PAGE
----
Value Chain and E-Strategy - Components of Commercial Value Chain


All companies undertake series of activities in order to deliver a product to the customers. These series of activities like procurement of raw material, storage, production, distribution, etc. are referred as value chain activities. The function of value chain activities is to add value to product at every stage before it is delivered to the customers. There are two components, which make value chain - primary activities and secondary activities. The primary activities are directly associated with the manufacturing of products like supply management, plant operations, etc. The secondary activities are referred to as support functions such as finance, HR, information technology, etc.

In the era of advanced information and communication technology, many businesses have started operations on the internet as its medium. Through the internet, many commercial activities like buying, selling, auctioning is taking place. This online commercial activity is known as e-commerce. E-commerce value chain has series of activities like electronic fund transfer, internet marketing, distribution channel, supply chain etc.

Value Chain and E-Strategy

Every activity within a physical value chain has an inherent information component. The amount of information that is present in activities determines, company’s orientation towards e-commerce. It has been observed that companies with high information presence will adopt e-commerce faster rather than companies with lower information presence.

For example, a computer manufacturer has high information presence, i.e. they can provide a great deal of product information through their website. Consumers also have flexibility to determine the product configuration using the website. Such computer manufacturers and companies with comparative business model are also likely to adopt e-commerce.

Activities which comprise of the value chain are undertaken by companies to produce and sell product and services. Some of the activities done within the value chain are understanding customer needs, designing products, procuring materials for production, production, storage of products, distribution of products, after sale services of products and customer care.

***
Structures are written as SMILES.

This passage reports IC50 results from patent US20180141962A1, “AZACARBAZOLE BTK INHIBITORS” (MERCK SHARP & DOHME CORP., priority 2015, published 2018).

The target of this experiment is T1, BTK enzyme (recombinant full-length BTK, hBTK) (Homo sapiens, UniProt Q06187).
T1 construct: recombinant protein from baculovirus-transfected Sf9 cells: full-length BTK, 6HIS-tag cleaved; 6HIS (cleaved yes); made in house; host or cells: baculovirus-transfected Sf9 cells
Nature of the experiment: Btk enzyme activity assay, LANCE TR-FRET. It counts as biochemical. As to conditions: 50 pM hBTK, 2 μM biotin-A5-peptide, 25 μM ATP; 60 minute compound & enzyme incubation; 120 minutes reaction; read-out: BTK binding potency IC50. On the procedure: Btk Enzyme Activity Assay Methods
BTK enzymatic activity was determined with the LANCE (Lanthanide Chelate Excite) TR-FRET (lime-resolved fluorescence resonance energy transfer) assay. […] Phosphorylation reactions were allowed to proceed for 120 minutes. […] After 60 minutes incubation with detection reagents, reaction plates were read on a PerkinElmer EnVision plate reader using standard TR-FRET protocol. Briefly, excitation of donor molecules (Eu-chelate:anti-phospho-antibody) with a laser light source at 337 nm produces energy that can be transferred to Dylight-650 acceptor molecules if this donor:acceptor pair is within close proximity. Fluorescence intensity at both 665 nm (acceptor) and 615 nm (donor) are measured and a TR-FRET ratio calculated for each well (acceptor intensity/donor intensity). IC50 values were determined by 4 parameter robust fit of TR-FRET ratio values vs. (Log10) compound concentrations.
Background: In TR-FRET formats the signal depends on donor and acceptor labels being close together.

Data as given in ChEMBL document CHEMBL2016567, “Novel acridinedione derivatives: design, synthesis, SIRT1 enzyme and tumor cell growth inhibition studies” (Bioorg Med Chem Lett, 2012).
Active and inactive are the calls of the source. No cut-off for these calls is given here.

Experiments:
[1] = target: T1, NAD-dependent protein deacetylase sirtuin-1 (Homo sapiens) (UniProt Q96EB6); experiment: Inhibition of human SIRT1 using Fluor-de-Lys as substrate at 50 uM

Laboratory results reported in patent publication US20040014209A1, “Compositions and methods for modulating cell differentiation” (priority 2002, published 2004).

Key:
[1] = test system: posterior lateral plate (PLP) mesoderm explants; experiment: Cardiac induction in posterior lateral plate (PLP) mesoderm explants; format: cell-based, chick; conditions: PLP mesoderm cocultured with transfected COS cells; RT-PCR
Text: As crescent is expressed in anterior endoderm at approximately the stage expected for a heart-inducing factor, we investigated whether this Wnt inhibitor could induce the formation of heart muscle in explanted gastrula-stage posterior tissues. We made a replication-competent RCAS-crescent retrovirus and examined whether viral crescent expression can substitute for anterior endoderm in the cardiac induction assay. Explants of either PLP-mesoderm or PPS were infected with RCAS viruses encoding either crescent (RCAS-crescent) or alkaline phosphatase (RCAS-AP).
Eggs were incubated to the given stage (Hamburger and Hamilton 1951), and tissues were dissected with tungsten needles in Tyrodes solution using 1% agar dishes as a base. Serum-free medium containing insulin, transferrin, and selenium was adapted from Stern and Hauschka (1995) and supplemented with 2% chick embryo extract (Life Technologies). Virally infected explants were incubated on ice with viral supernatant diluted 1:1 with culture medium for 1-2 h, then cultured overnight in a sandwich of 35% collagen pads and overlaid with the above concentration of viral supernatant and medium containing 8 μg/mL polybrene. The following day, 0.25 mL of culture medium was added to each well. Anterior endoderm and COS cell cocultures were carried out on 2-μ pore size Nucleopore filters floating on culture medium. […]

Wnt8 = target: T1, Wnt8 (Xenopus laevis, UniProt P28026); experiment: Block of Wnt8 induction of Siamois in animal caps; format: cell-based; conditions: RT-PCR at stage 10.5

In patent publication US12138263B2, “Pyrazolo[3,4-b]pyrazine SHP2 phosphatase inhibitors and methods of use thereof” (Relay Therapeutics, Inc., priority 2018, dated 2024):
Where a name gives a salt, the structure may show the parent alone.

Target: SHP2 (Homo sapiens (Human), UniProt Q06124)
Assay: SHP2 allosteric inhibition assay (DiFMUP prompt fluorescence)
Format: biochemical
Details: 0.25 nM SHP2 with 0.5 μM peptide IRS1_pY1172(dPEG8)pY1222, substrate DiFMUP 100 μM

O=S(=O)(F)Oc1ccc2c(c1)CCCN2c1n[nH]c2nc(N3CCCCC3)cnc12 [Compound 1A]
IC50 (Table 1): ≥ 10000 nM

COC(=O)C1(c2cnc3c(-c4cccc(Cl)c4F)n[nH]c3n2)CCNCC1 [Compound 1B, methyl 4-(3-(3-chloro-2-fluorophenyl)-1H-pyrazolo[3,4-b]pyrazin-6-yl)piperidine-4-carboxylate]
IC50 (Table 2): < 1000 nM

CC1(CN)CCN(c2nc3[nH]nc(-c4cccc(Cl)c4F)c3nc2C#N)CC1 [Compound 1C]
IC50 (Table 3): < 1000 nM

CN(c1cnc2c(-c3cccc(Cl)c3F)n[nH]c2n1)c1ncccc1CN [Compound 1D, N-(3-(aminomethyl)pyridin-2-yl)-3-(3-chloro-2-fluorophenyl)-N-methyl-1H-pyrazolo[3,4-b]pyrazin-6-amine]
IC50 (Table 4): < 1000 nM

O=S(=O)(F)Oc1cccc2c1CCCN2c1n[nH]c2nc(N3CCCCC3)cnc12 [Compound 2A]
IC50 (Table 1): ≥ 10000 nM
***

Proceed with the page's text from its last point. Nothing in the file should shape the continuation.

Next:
Understanding Information Presence

There are two ways to assess information presence. The first way is by looking at the industry, and second way is by looking at the product. In an industry with high information presence, it has been observed that:

  • Industry will have large number customer base.
  • Production process is complex.
  • Order turnaround cycle is long.

For a product with high information presence following is observed:

  • Product is simple to manufacture.
  • Product has multiple functionalities.
  • Product requires in dept end user training.

Industry and product which satisfy above conditions are likely to adapt e-commerce.


Companies with high information presence were the first to look at e-commerce as an alternate way of conducting business. For example, software companies, much of there is business is done through the internet. Their website provides in-depth product information through e-brochure, video, client opinion, etc. Sales leads are generated online; purchase and fund transfer is done, and also after-sales service is done online.

These high information companies have made substantial investment in human resources and information/communication technology.


Companies which are moving towards e-commerce need to have business model developed to support online activities. The dotcom burst of 2000 has served hard example about companies doing e-commerce.

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